Depending on what type of business you run, your LLC may incur other taxations. For example:

  • Some states require a “franchise tax,” either in the form of an annual fee or as a proportion of your LLC’s earnings.
  • If you have employees working for your LLC, which is likely the case, you’ll need to apply for Income Withholding Tax as well as Unemployment Insurance Tax.
  • If you sell goods or services, you’ll need a seller’s permit and the ability to collect the requisite state sales tax for these taxable goods.

So now this raises the question: how much does an LLC cost? Well, the LLC filing fee can range from $50 to $250, depending on the state you are in. In addition to that, LLC’s ongoing fees can fluctuate from spending nothing to $4,500.

How is an LLC structured?

We’ve covered the external requirements and benefits, but how does an LLC work on the inside, and what is the LLC structure? A business can exist as a single-member LLC with one LLC owner and multiple members involved, or as a multi-member LLC, with no limit placed on the number of owners.

In this way, an LLC is a flexible choice for a small business owner who wants the benefits of a corporate structure without the daunting title of a corporation and the inherent requirements. It works well for self-employed owners, as well as owners who want to have another manager running the business.

Ownership is usually divided according to two structures:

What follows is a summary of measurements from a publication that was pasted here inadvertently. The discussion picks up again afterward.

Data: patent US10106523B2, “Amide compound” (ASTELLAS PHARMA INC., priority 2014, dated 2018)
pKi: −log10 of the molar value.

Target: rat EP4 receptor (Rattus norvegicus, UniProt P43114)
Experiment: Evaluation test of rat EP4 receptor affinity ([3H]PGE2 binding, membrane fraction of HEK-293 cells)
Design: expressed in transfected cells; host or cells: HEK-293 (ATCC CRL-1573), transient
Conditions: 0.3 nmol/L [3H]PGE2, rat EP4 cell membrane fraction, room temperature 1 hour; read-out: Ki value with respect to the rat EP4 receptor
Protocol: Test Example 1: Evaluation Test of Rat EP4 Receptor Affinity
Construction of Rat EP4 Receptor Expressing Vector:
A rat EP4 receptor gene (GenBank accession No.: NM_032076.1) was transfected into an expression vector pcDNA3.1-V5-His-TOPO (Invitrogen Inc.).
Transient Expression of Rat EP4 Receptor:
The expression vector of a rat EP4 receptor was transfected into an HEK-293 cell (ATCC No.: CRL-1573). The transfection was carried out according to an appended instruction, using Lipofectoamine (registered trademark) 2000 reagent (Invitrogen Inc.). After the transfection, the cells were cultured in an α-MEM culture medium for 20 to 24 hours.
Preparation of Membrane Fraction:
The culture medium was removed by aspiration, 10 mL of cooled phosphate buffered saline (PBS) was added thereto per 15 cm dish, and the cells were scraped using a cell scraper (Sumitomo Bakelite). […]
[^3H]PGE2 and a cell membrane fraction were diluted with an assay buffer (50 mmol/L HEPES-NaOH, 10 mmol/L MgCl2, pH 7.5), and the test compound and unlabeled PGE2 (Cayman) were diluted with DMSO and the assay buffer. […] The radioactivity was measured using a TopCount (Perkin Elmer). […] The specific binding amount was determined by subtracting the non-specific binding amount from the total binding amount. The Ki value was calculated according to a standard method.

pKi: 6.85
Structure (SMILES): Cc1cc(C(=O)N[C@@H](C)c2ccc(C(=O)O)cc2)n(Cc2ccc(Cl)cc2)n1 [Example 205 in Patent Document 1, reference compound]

• A percentage of shares – This is how much of the company each person owns. For example, you might choose an easy 50-50 split between two partners, 20% each between 5 partners, or a tiered system. Ownership is usually divided relative to the financial contributions made or day-to-day operational responsibility, or a combination of both as well as other individual factors. Unlike corporate ownership, there are no rules dictating how or why you divide your company stake a certain way.
  • A class of shares – This is essentially what level of power those shares grant you. You may have class A and class B units, for example, wherein class A owners have voting power (usually for owners and executives) while class B owners have a financial stake in the company but not a managerial one (for investors and other shareholders). Some companies keep things simple with just one type of ownership shares, as well.

What are the different types of LLCs?

Remember that each state has its own set of regulations regarding an LLC business. So check your state’s laws before deciding which type of LLC to start. With that said, here are a few different types of LLC structures you can choose from.

  • Single member LLC or Sole Proprietorship
  • Multi member LLC
  • Member Managed LLC
  • Restricted LLC
  • Series LLC
  • Family Limited Partnership
  • General Partnership
  • Anonymous LLC
  • S Corporation

Start your LLC off right

Does it sound like an LLC may be the right choice for your business? Want to begin forming an LLC, but unsure where to start? Don’t miss out on your chance just because the process seems daunting.

Take control of your business liabilities and take full advantage of the tax benefits that come with an LLC. Fill out this EIN application form to apply for an LLC online today and will help you navigate LLC regulations and filing requirements to turn your fledgling startup into a growing enterprise.


Related articles